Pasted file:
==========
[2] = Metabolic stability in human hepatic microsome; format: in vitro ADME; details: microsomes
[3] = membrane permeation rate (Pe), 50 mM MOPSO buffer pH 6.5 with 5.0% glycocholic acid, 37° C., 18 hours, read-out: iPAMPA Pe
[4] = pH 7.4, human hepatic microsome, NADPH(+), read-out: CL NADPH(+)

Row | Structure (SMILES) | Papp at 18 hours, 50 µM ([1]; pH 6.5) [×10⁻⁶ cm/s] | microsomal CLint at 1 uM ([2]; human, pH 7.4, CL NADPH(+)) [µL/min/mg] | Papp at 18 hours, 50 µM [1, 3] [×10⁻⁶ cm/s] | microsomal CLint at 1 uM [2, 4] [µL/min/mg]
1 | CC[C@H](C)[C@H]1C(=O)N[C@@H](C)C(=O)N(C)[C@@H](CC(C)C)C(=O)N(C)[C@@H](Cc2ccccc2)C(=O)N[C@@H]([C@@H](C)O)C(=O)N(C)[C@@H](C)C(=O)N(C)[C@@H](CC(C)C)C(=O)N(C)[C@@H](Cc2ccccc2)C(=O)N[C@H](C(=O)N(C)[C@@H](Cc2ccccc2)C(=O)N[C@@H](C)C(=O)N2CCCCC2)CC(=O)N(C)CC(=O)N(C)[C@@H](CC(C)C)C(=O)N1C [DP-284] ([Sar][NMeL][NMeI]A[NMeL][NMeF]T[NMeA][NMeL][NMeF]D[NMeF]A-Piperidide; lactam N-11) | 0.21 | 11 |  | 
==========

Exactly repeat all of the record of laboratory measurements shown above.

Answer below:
[2] = Metabolic stability in human hepatic microsome; format: in vitro ADME; details: microsomes
[3] = membrane permeation rate (Pe), 50 mM MOPSO buffer pH 6.5 with 5.0% glycocholic acid, 37° C., 18 hours, read-out: iPAMPA Pe
[4] = pH 7.4, human hepatic microsome, NADPH(+), read-out: CL NADPH(+)

Row | Structure (SMILES) | Papp at 18 hours, 50 µM ([1]; pH 6.5) [×10⁻⁶ cm/s] | microsomal CLint at 1 uM ([2]; human, pH 7.4, CL NADPH(+)) [µL/min/mg] | Papp at 18 hours, 50 µM [1, 3] [×10⁻⁶ cm/s] | microsomal CLint at 1 uM [2, 4] [µL/min/mg]
1 | CC[C@H](C)[C@H]1C(=O)N[C@@H](C)C(=O)N(C)[C@@H](CC(C)C)C(=O)N(C)[C@@H](Cc2ccccc2)C(=O)N[C@@H]([C@@H](C)O)C(=O)N(C)[C@@H](C)C(=O)N(C)[C@@H](CC(C)C)C(=O)N(C)[C@@H](Cc2ccccc2)C(=O)N[C@H](C(=O)N(C)[C@@H](Cc2ccccc2)C(=O)N[C@@H](C)C(=O)N2CCCCC2)CC(=O)N(C)CC(=O)N(C)[C@@H](CC(C)C)C(=O)N1C [DP-284] ([Sar][NMeL][NMeI]A[NMeL][NMeF]T[NMeA][NMeL][NMeF]D[NMeF]A-Piperidide; lactam N-11) | 0.21 | 11 |  | 